Q: Is it ill-advised to comb one’s hair more than twice a day, especially hair that has been transplanted? Will frequent combing induce hair loss? — G.K. ~ Paramus, N.J.
A: Combing or brushing one’s hair does not cause hair loss – no matter how many times a day you do it. However, constant traction with braids or hair extensions can cause hair loss and this loss can be permanent.
- Discover the causes of hair loss
- Read about how grafts become permanent at 10 days after a hair transplant
Q: Hi Dr. Bernstein, I am a 30 year old man with a balding crown. I’m 99.9% sure its male pattern baldness (I’m currently on Propecia and Rogaine). I recently read about how people going bald are getting tested for LPP (lichen planopilaris). Do you perform this test? — F.L., Scarsdale, NY
A: Lichen Planopilaris (believed to be a type of autoimmune disease) occurs more frequently in women than in men and more commonly in African-Americans than in Caucasians. The variation that could be confused with androgenic alopecia in men is central centrifugal cicatricial alopecia (or CCCA). While definitive testing would involve a scalp biopsy, this is rarely necessary as the doctor can easily tell by just examining you with the naked eye using magnification (densitometry).
Q: My son, 25 years old, is seeing hair loss around the hairline. According to your website, he is probably a stage II. He may have a little hair loss at the vertex; right now it is hard to tell. He is very muscular and loves weight lifting, but no drug enhancement. Is there a relationship between weight lifting and hair loss, since I have read that weight lifting increases testosterone levels? — G.S., Pleasantville, NY
A: Yes, weight lifting does increase testosterone, which in turn increases DHT. This can accelerate hair loss, although the effect is generally very slight.
Rather than modify his exercise program, your son may want to consider taking finasteride (Propecia). This requires a doctor’s prescription.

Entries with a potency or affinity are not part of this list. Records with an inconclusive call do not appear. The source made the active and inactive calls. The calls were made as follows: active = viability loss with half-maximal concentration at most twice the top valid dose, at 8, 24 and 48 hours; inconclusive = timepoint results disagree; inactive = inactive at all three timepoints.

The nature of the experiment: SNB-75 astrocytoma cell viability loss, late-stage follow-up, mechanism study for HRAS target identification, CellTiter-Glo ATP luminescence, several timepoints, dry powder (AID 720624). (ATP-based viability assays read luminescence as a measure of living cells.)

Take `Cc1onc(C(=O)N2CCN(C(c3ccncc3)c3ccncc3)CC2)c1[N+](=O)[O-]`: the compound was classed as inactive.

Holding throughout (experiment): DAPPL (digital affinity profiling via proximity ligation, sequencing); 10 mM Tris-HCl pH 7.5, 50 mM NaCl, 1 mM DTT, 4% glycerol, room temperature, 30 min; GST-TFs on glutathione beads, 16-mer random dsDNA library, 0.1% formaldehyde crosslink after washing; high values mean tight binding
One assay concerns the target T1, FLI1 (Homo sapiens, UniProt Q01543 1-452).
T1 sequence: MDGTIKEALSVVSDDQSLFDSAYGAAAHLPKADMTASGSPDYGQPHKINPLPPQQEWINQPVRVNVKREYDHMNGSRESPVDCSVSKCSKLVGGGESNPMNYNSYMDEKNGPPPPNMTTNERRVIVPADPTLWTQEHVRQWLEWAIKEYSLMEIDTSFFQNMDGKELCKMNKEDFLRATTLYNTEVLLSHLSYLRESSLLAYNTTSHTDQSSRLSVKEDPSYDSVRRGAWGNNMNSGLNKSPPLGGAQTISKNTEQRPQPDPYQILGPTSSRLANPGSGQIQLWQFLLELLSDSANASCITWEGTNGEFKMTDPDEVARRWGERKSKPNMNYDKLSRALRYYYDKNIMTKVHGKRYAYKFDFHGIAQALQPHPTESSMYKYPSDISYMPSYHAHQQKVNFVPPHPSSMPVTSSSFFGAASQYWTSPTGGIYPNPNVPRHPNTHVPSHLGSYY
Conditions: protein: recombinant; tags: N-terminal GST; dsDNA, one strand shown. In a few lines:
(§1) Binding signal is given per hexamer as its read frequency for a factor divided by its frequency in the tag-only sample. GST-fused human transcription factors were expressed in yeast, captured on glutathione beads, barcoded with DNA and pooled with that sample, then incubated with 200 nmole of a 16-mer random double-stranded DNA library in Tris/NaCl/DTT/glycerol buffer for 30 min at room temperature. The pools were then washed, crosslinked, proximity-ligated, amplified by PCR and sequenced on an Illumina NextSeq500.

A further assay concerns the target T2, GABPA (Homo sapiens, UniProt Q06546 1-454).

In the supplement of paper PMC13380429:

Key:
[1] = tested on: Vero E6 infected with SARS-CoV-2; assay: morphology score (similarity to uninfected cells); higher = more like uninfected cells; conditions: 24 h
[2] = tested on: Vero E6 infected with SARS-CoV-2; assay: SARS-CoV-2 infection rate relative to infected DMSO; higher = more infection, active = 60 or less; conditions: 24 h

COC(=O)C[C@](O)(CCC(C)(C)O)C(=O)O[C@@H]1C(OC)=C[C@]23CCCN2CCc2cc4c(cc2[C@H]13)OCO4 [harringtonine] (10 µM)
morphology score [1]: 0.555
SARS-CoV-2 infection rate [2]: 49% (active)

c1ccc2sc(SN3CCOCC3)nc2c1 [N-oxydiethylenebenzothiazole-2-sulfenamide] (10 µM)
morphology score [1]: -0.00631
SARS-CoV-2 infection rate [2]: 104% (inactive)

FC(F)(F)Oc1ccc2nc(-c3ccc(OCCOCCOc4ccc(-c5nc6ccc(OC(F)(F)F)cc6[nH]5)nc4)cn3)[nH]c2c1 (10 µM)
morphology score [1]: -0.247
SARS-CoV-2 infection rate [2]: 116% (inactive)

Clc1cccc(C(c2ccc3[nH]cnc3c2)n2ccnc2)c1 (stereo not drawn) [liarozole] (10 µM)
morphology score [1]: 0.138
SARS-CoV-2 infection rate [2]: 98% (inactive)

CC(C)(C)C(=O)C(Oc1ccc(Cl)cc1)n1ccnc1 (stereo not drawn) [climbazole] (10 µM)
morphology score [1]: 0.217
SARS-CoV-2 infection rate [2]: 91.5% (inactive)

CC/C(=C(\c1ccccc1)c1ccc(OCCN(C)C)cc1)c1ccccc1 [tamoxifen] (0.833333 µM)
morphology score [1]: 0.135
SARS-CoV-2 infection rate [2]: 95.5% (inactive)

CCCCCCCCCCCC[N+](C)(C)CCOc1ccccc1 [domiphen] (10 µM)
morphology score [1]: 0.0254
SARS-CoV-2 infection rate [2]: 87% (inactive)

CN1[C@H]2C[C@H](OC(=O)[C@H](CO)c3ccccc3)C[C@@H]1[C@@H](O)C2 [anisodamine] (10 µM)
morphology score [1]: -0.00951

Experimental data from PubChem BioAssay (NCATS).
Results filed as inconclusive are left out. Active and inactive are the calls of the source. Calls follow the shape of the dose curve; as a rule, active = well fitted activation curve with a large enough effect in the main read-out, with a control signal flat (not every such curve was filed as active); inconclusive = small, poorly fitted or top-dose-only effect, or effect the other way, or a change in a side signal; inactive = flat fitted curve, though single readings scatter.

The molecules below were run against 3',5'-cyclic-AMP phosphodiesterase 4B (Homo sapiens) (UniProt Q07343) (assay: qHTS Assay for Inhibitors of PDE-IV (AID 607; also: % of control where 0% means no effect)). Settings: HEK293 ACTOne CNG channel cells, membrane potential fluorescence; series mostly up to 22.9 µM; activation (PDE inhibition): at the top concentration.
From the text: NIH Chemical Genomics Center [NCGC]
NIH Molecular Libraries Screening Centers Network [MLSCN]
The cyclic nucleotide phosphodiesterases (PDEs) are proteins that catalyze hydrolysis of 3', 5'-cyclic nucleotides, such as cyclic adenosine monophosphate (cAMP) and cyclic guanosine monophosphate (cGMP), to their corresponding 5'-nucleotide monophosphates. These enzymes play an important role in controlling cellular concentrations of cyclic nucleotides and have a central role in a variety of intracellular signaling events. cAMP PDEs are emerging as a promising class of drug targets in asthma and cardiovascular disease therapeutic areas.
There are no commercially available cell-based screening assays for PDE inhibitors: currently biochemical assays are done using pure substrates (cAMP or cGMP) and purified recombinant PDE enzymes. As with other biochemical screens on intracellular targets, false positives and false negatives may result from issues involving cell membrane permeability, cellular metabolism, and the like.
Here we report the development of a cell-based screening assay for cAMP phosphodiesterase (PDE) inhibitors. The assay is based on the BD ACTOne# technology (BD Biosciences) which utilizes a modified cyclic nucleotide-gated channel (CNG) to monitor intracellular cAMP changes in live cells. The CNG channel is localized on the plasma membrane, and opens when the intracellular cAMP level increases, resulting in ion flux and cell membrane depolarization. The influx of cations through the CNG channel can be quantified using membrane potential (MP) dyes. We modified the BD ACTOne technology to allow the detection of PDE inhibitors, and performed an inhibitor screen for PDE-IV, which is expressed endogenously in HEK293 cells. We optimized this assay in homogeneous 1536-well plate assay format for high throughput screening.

Q: Can stress produce diffuse unpatterned hair loss (DUPA), or was it bound to happen anyway? — D.D., Park Slope, Brooklyn
A: Both DPA (diffuse patterned hair loss) and DUPA (diffuse unpatterned hair loss) are genetic conditions, unrelated to stress and would have happened anyway. These types of hair loss are characterized by a high percentage of mininiaturized hair in broad areas of the scalp. See the Classification of Hair Loss in Men and Classification of Hair Loss in Women pages on the Bernstein Medical – Center for Hair Restoration website for more information on this topic.
In contrast, stress generally presents as increased hair shedding, a reversible condition referred to as telogen effluvium. It is called this because the normal growing hair is shifted to a resting (telogen) phase before it temporarily falls out. Increased miniaturization is not associated with telogen effluvium.
Q: I’ve been dealing with daily mental stress for the past few months. I’ve noticed that during that time, I’ve experienced a lot of frontal hair loss and thinning. I thought stress was a myth for causing hair loss. — R.P., Upper East Side, Manhattan
A: Stress may cause temporary shedding, but it generally does not affect the long-term course of genetic hair loss.
It seems that women’s hair is affected by stress more commonly than men’s hair, but the reason is not clear.
Q: I was told that if men have a lot of testosterone that that’s when they lose hair. Is this true? — Y.B., Lake Forest, Illinois
A: Although androgenetic hair loss is dependent upon normal levels of testosterone, it is not due to increased testosterone. It is caused by a sensitivity of the follicles to normal levels of testosterone.
So someone that is bald doesn’t have extra levels of male hormones and is not necessarily over-sexed.
Q: I know that I am going to be bald because my father is bald and I am losing my hair just like him. What actually causes this kind of hair loss? — J.P., Paradise Valley, Arizona
A: Although there are many different causes, the overwhelming number of people that have hair loss have what is referred to as “patterned hair loss” or “androgenetic alopecia.”
In men, it is due to a hormone called DHT, which is a by-product of testosterone produced by the action of the enzyme 5-alpha reductase. This enzyme is inhibited by the hair loss medication Propecia. See the causes of hair loss in men page on the Bernstein Medical – Center for Hair Restoration website for more information.
In women, the mechanism is a little bit more complex as another enzyme, aromatase, is involved in the metabolic pathway. See the causes of hair loss in women page on the Bernstein Medical – Center for Hair Restoration website for more information.
We know that the inheritance comes from both the mother’s and father’s side, although the actual genes causing hair loss in men and women have not yet been identified. Statistically, the inheritance from the maternal side appears to be a bit stronger, but the reason for this is unknown.
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